Rep. Jo Ann Emerson (R)
Elected: Nov. 1996, 7th full term.
Born: Sept. 16, 1950, Washington, D.C. .
Home: Cape Girardeau.
Education: Ohio Wesleyan U., B.A. 1972.
Family: Married (Ron Gladney); 8 children.
Professional Career: Deputy communications dir., Natl. Repub. Cong. Cmte., 1984–91; Dir., State Relations & Grassroot Programs, Natl. Restaurant Assn., 1991–94; Sr. V.P., Pub. Affairs, American Insurance Assn., 1994–96.
The congresswoman from the 8th District is Jo Ann Emerson, a Republican first elected in 1996 to replace her husband, Bill Emerson, who had died in office that June. Jo Ann Emerson grew up in Bethesda, Md., in a Republican family. Her father was executive director of the Republican National Committee, but her neighborhood was bipartisan. Next door lived Democrats Hale and Lindy Boggs, who served in Congress nearly 50 years. In 1975, she married Republican Bill Emerson, then a Washington lobbyist. In 1979, spotting the vulnerability of the Democratic incumbent in the Bootheel district, he went home to Missouri to run, and won with 55% of the vote. In 1995, he was diagnosed with cancer. After Bill’s death, Jo Ann decided to put her considerable political résumé to work by running for his seat. She had worked for the American Insurance Association and the National Restaurant Association, and as a press aide for the National Republican Congressional Committee. Leading state and national Republicans quickly endorsed her. Missouri law bars reopening the filing deadline if an incumbent dies less than 11 weeks before the primary, so she ran as an independent. Democratic contender Emily Firebaugh, a timber company owner, attacked Emerson as a product of Washington, and spent $831,000, slightly more than Emerson. The Republican nominee, Richard Kline, was less trouble. In 1995, he had used pepper spray to try to place a Veterans Affairs Department doctor under citizen’s arrest; his campaign never really got off the ground. Bill Emerson’s record, Jo Ann Emerson’s conservative views, and the poignancy of her situation all worked toward her victory. She won 50%; Firebaugh got 37%; and Kline, 11%.
|Jo Ann Emerson (R)||198,798||(71%)||($1,285,597)|
|Joe Allen (D)||72,790||(26%)||($62,069)|
|Jo Ann Emerson (R)||Unopposed|
Prior Winning Percentages: 2006 (72%), 2004 (72%), 2002 (72%), 2000 (69%), 1998 (63%), 1996 (50%), 1996 (63%)
In the House, Emerson has had a moderate-leaning voting record with sometimes conservative positions on cultural issues. On the Appropriations Committee and its Agriculture Subcommittee, her priority was rescuing falling farm commodity prices. She wrote the Trade Sanctions Reform Act of 2000, which partially lifted embargoes on five nations. And she worked with other members from farm districts to open agricultural trade with Cuba. She championed protection of U.S. food aid programs from international trade restrictions and crusaded for hunger relief, an issue that Bill Emerson popularized. She and Democratic Rep. Jim McGovern of Massachusetts lived for one week on a $21 food budget to dramatize the plight of some food stamp recipients and to gain additional funding for nutrition programs. Her bill to remove liability for federal agencies that donate excess food to shelters was enacted in 2008. By 2009, Emerson had accrued enough seniority to ascend to the ranking Republican slot on the Financial Services Subcommittee.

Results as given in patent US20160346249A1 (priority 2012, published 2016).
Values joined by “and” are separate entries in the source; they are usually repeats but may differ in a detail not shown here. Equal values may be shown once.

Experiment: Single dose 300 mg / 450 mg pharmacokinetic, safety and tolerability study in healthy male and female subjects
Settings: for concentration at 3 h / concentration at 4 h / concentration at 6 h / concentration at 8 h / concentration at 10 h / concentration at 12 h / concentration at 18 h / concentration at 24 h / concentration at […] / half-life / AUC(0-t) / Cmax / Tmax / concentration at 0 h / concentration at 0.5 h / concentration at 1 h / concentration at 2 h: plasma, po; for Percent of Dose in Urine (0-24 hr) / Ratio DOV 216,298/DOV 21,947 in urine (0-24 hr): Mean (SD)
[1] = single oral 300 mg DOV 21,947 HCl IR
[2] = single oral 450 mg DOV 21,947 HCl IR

Emerson earned a footnote in history by casting the deciding vote in 2003 on the House version of the Republican bill creating a prescription drug benefit in the Medicare program. She initially opposed the bill, but changed her vote in exchange for a promise from Speaker Dennis Hastert for a subsequent floor vote on her priority bill, which would have allowed consumers to import American drugs from other countries where prices are lower. She got the vote as promised, but the second-ranking GOP leader, Majority Leader Tom DeLay, worked aggressively against it. Emerson won the floor vote, but the bill ultimately failed to pass Congress. Emerson took her revenge a few months later by voting against the final version of the prescription drug bill.
After Democrats took control of the House in 2007, Emerson voted for five of the six bills in the new majority’s first “100-hour” agenda, including one she co-sponsored, to permit the government to negotiate prices with drug companies. She also voted for a Democratic bill to expand the Children’s Health Insurance Program. On the major foreign-policy issue of the 110th Congress (2007-08), Emerson reluctantly supported President Bush’s to send more troops into Iraq. But she voted “present” on a war-funding bill in April 2008 and said that she had many sleepless nights “thinking about this.” Emerson, now remarried, has a personal connection to the war. Her stepdaughter served with the 1st Infantry Division in Iraq.
Her independence has not seemed to adversely affect her influence among House Republicans, perhaps because she has been up-front with party leaders about her views. And it has not affected her electoral prospects; she has won re-election without difficulty every two years. In 2008, she ended speculation about her future by declining to run for governor.